Then, one day, I happened to spend a few hours in the presence of famous actor and bon-vivant ladies' man George Clooney, who is a well-known Green Irish Tweed fan (not that he needs a panty dropper, of course) and a guy who would undoubtedly take note of the genius on my skin and make comment. I hung close to his side in his house, in his garden, in his office. I had the stuff laid on so thick it's a wonder he could even see me through the haze. But he said nothing. I couldn't figure out why. Clearly, he had to smell it. Just as clearly, he had to love it. I started to get a little agitated. My time was up. He was showing me to the door, his friendly little cocker spaniel buzzing around my ankles. We shook hands. And then I couldn't help myself. I shoved my neck at him, said something about cologne, and demanded to know what he thought of what I had on.
Clooney took a step back and said, "Well, do you like it?"
I said, "Yup, I love it."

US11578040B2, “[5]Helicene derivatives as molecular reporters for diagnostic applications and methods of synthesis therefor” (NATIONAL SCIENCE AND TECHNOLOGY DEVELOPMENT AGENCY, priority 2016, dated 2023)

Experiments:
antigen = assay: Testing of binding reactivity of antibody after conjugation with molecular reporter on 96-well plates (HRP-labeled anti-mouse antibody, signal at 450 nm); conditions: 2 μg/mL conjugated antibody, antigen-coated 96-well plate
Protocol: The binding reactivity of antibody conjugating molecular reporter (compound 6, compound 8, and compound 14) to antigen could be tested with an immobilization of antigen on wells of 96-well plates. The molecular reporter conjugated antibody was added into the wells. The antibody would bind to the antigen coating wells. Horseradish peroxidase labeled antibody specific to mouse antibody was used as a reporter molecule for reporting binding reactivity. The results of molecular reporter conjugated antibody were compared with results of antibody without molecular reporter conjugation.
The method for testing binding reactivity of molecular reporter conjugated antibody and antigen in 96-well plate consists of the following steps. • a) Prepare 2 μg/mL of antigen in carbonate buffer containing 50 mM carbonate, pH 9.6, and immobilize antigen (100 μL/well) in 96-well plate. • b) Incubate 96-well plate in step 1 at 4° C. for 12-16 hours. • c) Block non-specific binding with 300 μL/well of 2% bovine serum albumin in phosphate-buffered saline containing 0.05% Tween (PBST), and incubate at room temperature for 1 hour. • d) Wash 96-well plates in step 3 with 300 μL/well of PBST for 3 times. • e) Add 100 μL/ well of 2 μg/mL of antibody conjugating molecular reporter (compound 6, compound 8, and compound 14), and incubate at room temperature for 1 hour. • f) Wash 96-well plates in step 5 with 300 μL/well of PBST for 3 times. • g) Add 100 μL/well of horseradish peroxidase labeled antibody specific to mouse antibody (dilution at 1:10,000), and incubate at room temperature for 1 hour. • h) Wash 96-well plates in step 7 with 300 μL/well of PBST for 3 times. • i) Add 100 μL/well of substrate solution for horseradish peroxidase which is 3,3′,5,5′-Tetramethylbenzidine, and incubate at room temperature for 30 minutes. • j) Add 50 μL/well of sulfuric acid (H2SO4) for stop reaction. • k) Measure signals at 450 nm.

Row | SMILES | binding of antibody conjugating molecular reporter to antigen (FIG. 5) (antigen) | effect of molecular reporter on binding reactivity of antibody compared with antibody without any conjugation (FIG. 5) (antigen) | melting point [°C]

Clooney smiled his easygoing Clooney smile. "Then that's all that matters."
What the hell kind of thing is that to say? What does that even mean? I spent countless hours on the flight back home trying to parse his words. They riddled me with anxiety. I told my girlfriend about it, and her response was, "Would you be offended if I asked you to take a shower before you came to bed tonight? You smell like airplane, B.O., and dirty Band-Aids."
In the end, I decided that maybe Harrods wasn't so great after all, that I needed a new signature scent, that Clooney can go to hell, and that one of my larger problems is that my little slice of Rhode Island heaven is filled mainly with beach-town derelicts and surfers, none of whom would know their oud from a hole in the ground. What a bunch of knuckleheads.